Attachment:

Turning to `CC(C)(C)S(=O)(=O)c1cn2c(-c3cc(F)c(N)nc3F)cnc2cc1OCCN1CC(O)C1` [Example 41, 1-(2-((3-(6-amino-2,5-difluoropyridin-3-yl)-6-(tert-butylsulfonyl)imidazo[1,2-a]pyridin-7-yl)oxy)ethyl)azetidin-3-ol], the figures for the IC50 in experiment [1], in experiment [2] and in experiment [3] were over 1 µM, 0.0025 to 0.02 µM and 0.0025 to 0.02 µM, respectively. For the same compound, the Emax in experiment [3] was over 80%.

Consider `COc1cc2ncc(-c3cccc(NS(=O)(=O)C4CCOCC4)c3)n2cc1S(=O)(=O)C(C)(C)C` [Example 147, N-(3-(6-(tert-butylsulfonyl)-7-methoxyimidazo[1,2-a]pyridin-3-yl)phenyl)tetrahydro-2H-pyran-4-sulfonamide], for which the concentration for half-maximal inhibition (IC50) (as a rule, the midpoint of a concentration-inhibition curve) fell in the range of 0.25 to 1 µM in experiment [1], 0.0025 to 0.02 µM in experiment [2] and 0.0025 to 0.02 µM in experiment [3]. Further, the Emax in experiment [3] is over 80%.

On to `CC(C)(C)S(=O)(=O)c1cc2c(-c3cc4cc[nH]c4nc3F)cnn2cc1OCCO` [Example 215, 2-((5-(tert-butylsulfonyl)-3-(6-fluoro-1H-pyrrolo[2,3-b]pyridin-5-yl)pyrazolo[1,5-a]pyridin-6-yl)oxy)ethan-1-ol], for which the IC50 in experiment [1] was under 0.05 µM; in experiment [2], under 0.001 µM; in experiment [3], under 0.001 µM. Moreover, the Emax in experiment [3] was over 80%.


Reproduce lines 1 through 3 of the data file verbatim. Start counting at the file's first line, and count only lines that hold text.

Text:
Turning to `CC(C)(C)S(=O)(=O)c1cn2c(-c3cc(F)c(N)nc3F)cnc2cc1OCCN1CC(O)C1` [Example 41, 1-(2-((3-(6-amino-2,5-difluoropyridin-3-yl)-6-(tert-butylsulfonyl)imidazo[1,2-a]pyridin-7-yl)oxy)ethyl)azetidin-3-ol], the figures for the IC50 in experiment [1], in experiment [2] and in experiment [3] were over 1 µM, 0.0025 to 0.02 µM and 0.0025 to 0.02 µM, respectively. For the same compound, the Emax in experiment [3] was over 80%.

Consider `COc1cc2ncc(-c3cccc(NS(=O)(=O)C4CCOCC4)c3)n2cc1S(=O)(=O)C(C)(C)C` [Example 147, N-(3-(6-(tert-butylsulfonyl)-7-methoxyimidazo[1,2-a]pyridin-3-yl)phenyl)tetrahydro-2H-pyran-4-sulfonamide], for which the concentration for half-maximal inhibition (IC50) (as a rule, the midpoint of a concentration-inhibition curve) fell in the range of 0.25 to 1 µM in experiment [1], 0.0025 to 0.02 µM in experiment [2] and 0.0025 to 0.02 µM in experiment [3]. Further, the Emax in experiment [3] is over 80%.

On to `CC(C)(C)S(=O)(=O)c1cc2c(-c3cc4cc[nH]c4nc3F)cnn2cc1OCCO` [Example 215, 2-((5-(tert-butylsulfonyl)-3-(6-fluoro-1H-pyrrolo[2,3-b]pyridin-5-yl)pyrazolo[1,5-a]pyridin-6-yl)oxy)ethan-1-ol], for which the IC50 in experiment [1] was under 0.05 µM; in experiment [2], under 0.001 µM; in experiment [3], under 0.001 µM. Moreover, the Emax in experiment [3] was over 80%.